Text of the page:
A Bucket of Blood
A waiter in a 50s beat cafe aspires to be an artist. When he accidentally kills a cat, he covers it in clay and passes it off as a sculpture to great acclaim. The death toll rises as his ‘sculptures’ become more and more extreme.
Murder as art—for each creation brought into the world, someone is taken out of it. A Bucket of Blood spends much of its time satirising beatniks and the art world but ends up itself being a sort of sick and twisted poem.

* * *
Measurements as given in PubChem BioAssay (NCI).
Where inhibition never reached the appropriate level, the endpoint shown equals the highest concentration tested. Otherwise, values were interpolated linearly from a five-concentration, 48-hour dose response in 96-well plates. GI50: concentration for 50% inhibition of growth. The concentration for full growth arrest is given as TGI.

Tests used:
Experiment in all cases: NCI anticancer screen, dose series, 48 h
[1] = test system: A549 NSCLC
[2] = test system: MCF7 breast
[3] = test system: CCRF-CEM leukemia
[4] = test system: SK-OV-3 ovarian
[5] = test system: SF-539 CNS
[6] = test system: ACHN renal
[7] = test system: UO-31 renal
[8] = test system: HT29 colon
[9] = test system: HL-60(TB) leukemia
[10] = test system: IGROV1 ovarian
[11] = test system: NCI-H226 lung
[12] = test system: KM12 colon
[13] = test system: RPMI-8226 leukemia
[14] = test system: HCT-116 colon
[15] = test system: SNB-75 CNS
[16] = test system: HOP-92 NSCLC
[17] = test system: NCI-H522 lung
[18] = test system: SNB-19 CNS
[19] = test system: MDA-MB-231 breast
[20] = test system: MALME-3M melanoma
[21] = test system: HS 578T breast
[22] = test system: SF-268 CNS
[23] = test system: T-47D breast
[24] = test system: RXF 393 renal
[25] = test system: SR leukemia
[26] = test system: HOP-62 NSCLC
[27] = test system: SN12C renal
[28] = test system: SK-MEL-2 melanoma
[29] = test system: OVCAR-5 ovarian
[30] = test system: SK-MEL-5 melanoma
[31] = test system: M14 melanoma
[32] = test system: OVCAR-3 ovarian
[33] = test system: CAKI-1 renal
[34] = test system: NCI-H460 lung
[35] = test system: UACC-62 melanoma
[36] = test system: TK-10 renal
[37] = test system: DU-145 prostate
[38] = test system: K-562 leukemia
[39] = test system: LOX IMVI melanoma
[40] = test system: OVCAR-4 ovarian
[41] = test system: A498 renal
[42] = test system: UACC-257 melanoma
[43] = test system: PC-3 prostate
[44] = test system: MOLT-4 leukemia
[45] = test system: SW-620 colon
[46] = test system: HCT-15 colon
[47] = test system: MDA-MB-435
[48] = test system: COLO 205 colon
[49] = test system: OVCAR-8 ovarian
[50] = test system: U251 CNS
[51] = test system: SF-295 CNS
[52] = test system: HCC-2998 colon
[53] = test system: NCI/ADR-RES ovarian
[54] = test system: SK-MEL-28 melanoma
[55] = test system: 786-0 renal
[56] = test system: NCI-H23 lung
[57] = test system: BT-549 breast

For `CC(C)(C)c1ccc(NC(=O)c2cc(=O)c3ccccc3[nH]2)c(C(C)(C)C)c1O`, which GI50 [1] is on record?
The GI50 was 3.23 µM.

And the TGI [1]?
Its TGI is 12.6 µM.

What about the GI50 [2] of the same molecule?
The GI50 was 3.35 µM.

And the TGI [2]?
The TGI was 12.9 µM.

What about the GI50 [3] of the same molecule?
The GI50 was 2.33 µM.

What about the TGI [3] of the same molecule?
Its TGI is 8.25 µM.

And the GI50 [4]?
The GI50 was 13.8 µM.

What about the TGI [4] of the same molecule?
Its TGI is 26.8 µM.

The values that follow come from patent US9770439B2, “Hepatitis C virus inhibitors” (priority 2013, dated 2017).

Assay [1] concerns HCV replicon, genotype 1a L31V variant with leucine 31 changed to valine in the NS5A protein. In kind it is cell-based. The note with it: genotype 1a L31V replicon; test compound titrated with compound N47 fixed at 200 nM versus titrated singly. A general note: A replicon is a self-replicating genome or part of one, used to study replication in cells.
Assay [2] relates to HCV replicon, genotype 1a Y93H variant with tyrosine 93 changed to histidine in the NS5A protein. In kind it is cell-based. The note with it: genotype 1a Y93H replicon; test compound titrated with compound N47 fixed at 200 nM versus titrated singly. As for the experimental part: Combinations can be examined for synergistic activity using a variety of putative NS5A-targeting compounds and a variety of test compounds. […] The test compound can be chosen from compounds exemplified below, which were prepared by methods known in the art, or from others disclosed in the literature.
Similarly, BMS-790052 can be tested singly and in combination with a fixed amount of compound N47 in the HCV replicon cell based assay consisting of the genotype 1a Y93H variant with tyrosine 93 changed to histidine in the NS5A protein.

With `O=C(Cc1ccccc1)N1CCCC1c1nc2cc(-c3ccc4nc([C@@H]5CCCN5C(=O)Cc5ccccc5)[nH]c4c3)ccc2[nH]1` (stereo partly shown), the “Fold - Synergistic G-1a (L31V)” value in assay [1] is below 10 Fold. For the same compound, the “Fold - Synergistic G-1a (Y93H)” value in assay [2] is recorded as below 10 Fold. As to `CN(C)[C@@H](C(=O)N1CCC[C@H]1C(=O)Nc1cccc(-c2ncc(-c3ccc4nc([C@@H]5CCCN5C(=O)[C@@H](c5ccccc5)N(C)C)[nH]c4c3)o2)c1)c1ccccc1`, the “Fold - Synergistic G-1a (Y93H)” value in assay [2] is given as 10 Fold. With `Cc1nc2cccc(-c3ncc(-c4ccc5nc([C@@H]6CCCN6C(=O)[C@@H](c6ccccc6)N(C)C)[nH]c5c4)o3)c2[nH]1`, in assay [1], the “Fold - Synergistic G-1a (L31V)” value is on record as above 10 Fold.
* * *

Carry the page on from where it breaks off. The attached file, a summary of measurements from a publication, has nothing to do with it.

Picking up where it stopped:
At its core it’s really just a black as night comedy, made to shock you into laughing, and it works. The statues are truly grotesque, and at barely 65 minutes long there’s little filler in the film for you to take a breather.
In a different light this could be an Ealing style comedy, with its preposterous and macabre premise. In the hands of Roger Corman it’s a body horror nightmare—still funny but not for all the family.